Financial markets latest: European markets rise despite tighter lockdown rules

London's FTSE 100 rose on Monday morning
Stocks rose in London despite looming lockdown restrictions

European shares started November on a positive footing, despite the UK introducing new Covid lockdown restrictions. Tradefair brings you the latest financial market news...

"Europe is facing up to a harsh winter ahead."

- Deutsche Bank strategist Jim Reid

The FTSE 100 and other key European stock markets gained value on Monday morning (November 2), recovering some of the losses registered last week despite the introduction of new coronavirus restrictions across the continent.

Boris Johnson was the latest world leader to announce tighter rules over the weekend, which are due to come into effect in England on November 5 and remain in place until December 2 at the earliest.

Trends on financial markets this week will also be influenced by the outcome of Tuesday's presidential election in the US.

Europe regains some ground

Following a brief dip into the red at the open on Monday, the FTSE staged a steady recovery throughout the morning and was 1.2% up towards the end of the session.

Germany and France witnessed even stronger increases, with the DAX index gaining just over 2% and the CAC 40 rising by 1.9%.

This marked a welcome return to growth for these three indices, all of which posted significant losses last week. The DAX tumbled by 8.6% between October 23 and October 30, while the CAC 40 dropped by 6.4% over the same period.

European markets are set to be severely tested by a "harsh winter ahead", Deutsche Bank strategist Jim Reid noted.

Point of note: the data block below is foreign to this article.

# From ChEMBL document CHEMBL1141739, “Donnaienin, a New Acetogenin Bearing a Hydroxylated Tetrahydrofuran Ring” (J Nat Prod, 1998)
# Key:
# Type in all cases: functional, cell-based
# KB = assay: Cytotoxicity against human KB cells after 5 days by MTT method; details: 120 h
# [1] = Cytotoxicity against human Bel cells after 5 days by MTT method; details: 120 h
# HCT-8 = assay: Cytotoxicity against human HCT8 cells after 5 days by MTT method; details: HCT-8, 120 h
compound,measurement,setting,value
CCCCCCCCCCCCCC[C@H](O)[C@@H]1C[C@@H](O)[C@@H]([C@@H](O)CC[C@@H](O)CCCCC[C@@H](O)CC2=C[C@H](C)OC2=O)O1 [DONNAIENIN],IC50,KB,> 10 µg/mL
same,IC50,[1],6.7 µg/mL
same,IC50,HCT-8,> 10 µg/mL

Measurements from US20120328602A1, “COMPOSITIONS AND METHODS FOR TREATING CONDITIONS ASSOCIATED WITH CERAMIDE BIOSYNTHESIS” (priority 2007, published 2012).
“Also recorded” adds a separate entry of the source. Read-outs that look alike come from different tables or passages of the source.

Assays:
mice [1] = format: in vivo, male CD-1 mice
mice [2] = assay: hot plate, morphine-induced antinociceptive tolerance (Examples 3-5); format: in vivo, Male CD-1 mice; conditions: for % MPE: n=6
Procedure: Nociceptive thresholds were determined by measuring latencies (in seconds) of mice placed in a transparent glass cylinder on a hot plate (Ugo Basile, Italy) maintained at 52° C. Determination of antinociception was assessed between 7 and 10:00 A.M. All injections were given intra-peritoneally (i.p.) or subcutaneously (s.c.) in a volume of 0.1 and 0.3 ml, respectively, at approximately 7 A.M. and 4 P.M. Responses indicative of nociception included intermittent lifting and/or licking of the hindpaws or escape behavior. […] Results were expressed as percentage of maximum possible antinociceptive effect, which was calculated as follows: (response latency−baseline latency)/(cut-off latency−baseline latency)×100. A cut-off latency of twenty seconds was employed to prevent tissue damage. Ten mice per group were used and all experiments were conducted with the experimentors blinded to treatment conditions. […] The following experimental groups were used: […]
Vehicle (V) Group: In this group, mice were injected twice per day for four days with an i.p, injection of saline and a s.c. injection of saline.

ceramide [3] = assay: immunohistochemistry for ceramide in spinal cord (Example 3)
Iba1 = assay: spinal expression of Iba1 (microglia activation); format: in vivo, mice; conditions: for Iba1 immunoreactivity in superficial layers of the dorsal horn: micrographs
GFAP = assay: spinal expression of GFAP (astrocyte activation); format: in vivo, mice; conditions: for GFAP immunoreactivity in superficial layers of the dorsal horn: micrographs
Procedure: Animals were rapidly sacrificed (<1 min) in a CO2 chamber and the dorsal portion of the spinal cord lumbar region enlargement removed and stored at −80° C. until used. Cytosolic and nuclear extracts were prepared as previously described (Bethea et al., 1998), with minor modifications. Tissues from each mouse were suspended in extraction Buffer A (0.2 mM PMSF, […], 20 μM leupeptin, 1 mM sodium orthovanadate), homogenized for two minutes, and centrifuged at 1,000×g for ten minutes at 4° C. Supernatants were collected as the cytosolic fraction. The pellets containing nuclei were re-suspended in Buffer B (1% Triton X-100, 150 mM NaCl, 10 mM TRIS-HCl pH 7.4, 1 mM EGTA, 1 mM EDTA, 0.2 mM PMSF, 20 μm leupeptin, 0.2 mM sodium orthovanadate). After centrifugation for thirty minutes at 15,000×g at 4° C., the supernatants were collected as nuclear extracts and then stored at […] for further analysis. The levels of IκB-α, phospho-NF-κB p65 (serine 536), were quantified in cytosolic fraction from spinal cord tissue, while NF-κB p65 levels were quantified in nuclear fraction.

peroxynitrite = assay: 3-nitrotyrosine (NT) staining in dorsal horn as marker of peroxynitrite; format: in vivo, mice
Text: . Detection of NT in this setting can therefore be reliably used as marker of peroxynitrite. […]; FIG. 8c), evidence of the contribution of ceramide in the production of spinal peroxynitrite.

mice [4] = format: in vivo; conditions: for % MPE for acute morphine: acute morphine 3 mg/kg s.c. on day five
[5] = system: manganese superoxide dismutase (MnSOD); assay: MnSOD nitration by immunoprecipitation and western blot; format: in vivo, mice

"The question to be asked to all the European countries is can they come out of these measures in some form towards the end of November/early December as is hoped, or will they be extended further," he said in a note cited by Reuters.

In the UK, there will be further economic challenges and uncertainty this month as businesses come to terms with new Covid restrictions due to come into force this week.

'No alternative'

Johnson gave a press conference over the weekend announcing the new rules, which include:

  • The closure of pubs, restaurants, non-essential shops and leisure venues
  • A ban on households mixing indoors or in private gardens, with the exception of support bubbles
  • People being told to stay at home and only leave for specific reasons, such as education and work

    The prime minister is set to warn MPs later today that, without these restrictions, Covid-19 deaths could be twice as high over the winter period as they were during the first wave of the pandemic in the spring.

    Johnson is due to give a parliamentary statement saying: "Faced with these latest figures, there is no alternative but to take further action at a national level."

    He is also expected to defend the government's previous policy of trying to control the pandemic with local measures, while acknowledging that some MPs believe a nationwide lockdown should have been introduced earlier.

    MPs will vote on the new proposals on Wednesday. Labour is expected to back the measures and has criticised the government for delaying national action.

    All eyes on the election

    A second lockdown in England isn't the only major event that will have an impact on financial markets this week, with the outcome of the US election likely to overshadow all other news.

    Democratic nominee Joe Biden has long held a comfortable lead over his Republican opponent Donald Trump in national opinion polls and on the Betfair Exchange. However, the race in key swing states, which will prove crucial to the final result, is close enough to suggest that a Biden win is far from certain.

    Strategists at UniCredit commented: "Given the likelihood that the outcome of the presidential election will be unclear on Wednesday, and possibly for much longer, volatility could easily pick up and it might become a severe rollercoaster ride."

    The main Wall Street indices all posted losses last week, with the Dow Jones Industrial Average down by 4.2% over the course of the week and the S&P 500 dropping by 3.8%. The tech-heavy Nasdaq Composite fell by more than 2.2% on Friday alone.

    Futures pointed to a positive opening on Monday, however, with the Dow expected to start 1.7% higher and the S&P 500 set to gain nearly 1.5%.

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